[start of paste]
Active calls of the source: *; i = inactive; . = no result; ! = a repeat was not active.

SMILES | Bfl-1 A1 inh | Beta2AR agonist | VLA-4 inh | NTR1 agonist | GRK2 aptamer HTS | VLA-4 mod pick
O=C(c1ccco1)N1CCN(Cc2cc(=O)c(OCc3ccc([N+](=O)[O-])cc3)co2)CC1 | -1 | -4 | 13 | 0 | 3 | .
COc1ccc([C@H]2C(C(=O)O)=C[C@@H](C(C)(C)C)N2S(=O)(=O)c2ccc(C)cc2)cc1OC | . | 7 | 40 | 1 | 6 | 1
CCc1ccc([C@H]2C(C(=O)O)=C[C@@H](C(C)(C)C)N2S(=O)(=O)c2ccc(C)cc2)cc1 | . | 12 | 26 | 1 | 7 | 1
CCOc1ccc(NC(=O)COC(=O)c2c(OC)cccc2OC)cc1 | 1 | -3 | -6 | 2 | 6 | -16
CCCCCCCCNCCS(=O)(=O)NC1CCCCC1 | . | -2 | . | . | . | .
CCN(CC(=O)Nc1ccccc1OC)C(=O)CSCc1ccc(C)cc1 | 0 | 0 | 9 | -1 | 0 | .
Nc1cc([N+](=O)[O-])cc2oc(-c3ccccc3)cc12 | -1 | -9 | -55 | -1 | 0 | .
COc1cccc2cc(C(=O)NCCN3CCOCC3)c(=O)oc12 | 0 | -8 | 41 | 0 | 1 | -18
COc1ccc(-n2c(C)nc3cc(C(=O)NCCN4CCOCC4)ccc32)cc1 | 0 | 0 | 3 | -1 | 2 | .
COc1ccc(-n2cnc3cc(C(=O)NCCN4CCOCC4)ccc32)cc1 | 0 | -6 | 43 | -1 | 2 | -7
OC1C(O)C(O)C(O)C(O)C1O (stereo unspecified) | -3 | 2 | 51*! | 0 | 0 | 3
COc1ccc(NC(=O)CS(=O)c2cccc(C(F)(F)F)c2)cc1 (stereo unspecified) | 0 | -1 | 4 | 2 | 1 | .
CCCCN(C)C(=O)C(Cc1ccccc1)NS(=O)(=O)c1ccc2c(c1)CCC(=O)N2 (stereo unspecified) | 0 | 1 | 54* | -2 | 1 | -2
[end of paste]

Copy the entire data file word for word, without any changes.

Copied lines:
Active calls of the source: *; i = inactive; . = no result; ! = a repeat was not active.

SMILES | Bfl-1 A1 inh | Beta2AR agonist | VLA-4 inh | NTR1 agonist | GRK2 aptamer HTS | VLA-4 mod pick
O=C(c1ccco1)N1CCN(Cc2cc(=O)c(OCc3ccc([N+](=O)[O-])cc3)co2)CC1 | -1 | -4 | 13 | 0 | 3 | .
COc1ccc([C@H]2C(C(=O)O)=C[C@@H](C(C)(C)C)N2S(=O)(=O)c2ccc(C)cc2)cc1OC | . | 7 | 40 | 1 | 6 | 1
CCc1ccc([C@H]2C(C(=O)O)=C[C@@H](C(C)(C)C)N2S(=O)(=O)c2ccc(C)cc2)cc1 | . | 12 | 26 | 1 | 7 | 1
CCOc1ccc(NC(=O)COC(=O)c2c(OC)cccc2OC)cc1 | 1 | -3 | -6 | 2 | 6 | -16
CCCCCCCCNCCS(=O)(=O)NC1CCCCC1 | . | -2 | . | . | . | .
CCN(CC(=O)Nc1ccccc1OC)C(=O)CSCc1ccc(C)cc1 | 0 | 0 | 9 | -1 | 0 | .
Nc1cc([N+](=O)[O-])cc2oc(-c3ccccc3)cc12 | -1 | -9 | -55 | -1 | 0 | .
COc1cccc2cc(C(=O)NCCN3CCOCC3)c(=O)oc12 | 0 | -8 | 41 | 0 | 1 | -18
COc1ccc(-n2c(C)nc3cc(C(=O)NCCN4CCOCC4)ccc32)cc1 | 0 | 0 | 3 | -1 | 2 | .
COc1ccc(-n2cnc3cc(C(=O)NCCN4CCOCC4)ccc32)cc1 | 0 | -6 | 43 | -1 | 2 | -7
OC1C(O)C(O)C(O)C(O)C1O (stereo unspecified) | -3 | 2 | 51*! | 0 | 0 | 3
COc1ccc(NC(=O)CS(=O)c2cccc(C(F)(F)F)c2)cc1 (stereo unspecified) | 0 | -1 | 4 | 2 | 1 | .
CCCCN(C)C(=O)C(Cc1ccccc1)NS(=O)(=O)c1ccc2c(c1)CCC(=O)N2 (stereo unspecified) | 0 | 1 | 54* | -2 | 1 | -2